With this armament in place, Buch and co-workers have now succeeded in identifying an important genetic variant contributing to gallstone disease. They performed a genomewide association scan with 500,000 SNPs in 280 Caucasian individuals with gallstones and 360 matched controls. In follow-up studies, the investigators replicated the disease association of the nonsynonymous SNP rs11887534 in the gene for the cholesterol transporter ABCG8 in 3 further independent cohorts of patients from different genetic backgrounds.5 This replication of the initial finding is a particular strength of the current study and is considered as a conditio sine qua non for the belief in the results of a genomewide association study by some geneticists.6 Notably, the same coding SNP (D19H) in ABCG8 has also been identified by Grünhage et al.7 in a nonparametric linkage analysis of affected sib pairs. This consistency across different genetic study designs underscores the validity of the genetic findings. Because the heterodimer ABCG5/G8 is the principal cholesterol transporter across the canalicular membrane and it has been identified as a susceptibility locus in inbred mice,8 it is apparent to ask why a whole-genome scan was necessary to identify this obvious candidate gene?

One of the largest genomewide association studies to date has been published very recently. In this joint investigation by the Wellcome Trust Case Control Consortium, more than 2,000 cases of 7 major complex diseases (type 1 diabetes, type 2 diabetes, Crohn's disease, coronary artery disease, rheumatoid arthritis, hypertension, bipolar disorder) and 3,000 controls were genotyped for 500,000 SNPs.9 As in the study by Buch et al., in this joint study a number of known and obvious candidate genes were identified (for example, APOE for coronary artery disease, INS for type 1 diabetes and HLA-DRB1 for rheumatoid arthritis). Thus, genomewide association studies are important tools not only to investigate human biology unbiased by previous hypothesis or assumptions, but also to confirm earlier findings from smaller scale studies.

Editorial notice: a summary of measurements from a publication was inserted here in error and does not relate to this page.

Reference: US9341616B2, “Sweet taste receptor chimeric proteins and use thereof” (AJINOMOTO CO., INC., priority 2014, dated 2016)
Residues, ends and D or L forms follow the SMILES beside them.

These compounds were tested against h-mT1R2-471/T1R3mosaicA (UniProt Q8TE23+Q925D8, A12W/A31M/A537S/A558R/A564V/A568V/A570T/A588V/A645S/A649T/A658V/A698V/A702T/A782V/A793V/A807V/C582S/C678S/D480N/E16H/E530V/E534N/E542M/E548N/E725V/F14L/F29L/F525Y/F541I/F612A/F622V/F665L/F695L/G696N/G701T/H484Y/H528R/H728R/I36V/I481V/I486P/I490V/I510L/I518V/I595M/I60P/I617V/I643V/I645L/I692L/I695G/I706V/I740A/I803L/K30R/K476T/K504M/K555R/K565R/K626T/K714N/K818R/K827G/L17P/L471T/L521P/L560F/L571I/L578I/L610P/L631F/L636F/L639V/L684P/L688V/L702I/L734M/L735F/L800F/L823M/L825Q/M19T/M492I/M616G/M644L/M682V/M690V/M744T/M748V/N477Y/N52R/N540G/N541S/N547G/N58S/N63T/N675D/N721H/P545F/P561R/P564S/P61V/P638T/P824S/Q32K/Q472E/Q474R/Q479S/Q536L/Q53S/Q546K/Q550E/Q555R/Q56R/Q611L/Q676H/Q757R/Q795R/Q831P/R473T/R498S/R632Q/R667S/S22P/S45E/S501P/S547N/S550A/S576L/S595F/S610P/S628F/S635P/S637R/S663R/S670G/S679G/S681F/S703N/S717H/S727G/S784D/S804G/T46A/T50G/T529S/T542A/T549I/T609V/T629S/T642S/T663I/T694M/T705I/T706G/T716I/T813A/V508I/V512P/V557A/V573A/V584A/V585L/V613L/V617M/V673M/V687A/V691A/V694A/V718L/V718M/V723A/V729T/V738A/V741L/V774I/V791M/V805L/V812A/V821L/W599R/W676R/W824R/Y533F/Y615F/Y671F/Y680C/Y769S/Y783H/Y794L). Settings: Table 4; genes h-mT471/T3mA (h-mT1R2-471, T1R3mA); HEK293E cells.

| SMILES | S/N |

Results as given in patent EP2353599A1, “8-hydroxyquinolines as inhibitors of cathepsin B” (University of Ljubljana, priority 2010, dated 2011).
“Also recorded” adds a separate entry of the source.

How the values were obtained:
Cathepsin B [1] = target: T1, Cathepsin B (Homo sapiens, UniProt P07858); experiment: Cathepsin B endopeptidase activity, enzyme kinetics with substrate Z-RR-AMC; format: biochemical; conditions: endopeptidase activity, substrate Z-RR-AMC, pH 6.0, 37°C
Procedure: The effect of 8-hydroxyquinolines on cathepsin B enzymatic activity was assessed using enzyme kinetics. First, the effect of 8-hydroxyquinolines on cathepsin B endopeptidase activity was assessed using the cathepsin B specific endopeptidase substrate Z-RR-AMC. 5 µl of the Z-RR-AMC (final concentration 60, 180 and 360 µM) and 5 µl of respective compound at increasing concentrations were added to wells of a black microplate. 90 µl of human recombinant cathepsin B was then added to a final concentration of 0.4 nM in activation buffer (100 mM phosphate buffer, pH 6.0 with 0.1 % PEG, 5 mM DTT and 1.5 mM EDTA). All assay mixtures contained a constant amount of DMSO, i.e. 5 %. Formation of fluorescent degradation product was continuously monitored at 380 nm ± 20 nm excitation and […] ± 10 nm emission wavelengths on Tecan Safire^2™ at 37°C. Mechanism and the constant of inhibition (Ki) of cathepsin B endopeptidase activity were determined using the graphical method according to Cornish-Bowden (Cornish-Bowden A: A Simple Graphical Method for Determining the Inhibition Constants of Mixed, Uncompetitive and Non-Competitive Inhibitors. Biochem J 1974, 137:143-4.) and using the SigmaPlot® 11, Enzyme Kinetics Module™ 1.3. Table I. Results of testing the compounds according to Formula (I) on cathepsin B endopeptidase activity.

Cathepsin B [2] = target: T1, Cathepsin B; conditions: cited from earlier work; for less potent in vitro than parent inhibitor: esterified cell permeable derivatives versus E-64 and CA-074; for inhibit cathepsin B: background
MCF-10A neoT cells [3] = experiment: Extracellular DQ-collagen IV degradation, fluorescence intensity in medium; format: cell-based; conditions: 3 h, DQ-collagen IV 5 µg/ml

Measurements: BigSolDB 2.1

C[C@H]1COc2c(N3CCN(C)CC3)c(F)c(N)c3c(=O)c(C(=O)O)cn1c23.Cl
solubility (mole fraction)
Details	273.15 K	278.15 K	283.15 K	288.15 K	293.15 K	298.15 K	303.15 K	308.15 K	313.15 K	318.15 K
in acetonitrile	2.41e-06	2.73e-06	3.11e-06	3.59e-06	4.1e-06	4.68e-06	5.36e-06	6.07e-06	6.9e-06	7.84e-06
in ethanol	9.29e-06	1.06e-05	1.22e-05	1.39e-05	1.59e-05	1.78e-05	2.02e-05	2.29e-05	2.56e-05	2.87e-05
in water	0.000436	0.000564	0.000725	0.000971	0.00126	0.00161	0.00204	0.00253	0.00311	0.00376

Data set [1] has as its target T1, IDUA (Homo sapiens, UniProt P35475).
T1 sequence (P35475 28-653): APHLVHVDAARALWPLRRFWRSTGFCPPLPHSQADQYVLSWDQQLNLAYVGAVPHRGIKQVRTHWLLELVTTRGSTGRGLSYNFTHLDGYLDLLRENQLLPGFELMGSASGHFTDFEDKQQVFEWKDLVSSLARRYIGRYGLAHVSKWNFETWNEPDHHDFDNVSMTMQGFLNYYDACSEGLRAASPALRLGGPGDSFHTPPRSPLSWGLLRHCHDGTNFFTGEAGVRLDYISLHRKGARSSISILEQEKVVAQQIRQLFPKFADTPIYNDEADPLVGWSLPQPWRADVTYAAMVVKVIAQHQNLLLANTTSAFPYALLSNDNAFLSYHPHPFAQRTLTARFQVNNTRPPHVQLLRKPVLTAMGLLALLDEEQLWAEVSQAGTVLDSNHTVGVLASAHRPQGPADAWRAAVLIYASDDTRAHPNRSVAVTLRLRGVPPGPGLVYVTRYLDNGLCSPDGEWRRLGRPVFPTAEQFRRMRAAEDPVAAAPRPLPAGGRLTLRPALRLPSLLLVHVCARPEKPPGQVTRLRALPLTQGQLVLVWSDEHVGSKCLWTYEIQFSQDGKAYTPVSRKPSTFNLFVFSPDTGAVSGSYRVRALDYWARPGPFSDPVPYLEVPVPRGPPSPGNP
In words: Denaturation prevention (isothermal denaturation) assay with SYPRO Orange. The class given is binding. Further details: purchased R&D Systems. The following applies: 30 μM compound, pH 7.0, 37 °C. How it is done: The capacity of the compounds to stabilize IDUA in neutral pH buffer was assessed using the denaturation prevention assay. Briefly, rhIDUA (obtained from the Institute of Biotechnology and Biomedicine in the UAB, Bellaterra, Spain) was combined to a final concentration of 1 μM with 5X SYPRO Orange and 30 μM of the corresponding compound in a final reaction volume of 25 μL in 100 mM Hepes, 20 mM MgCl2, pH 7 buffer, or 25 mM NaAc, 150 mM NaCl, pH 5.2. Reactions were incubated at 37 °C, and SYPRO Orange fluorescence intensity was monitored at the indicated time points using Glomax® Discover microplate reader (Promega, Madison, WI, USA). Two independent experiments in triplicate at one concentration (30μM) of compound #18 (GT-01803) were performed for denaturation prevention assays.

What else can we expect to learn from “hypothesis-free” genomewide association studies for clinical hepatology?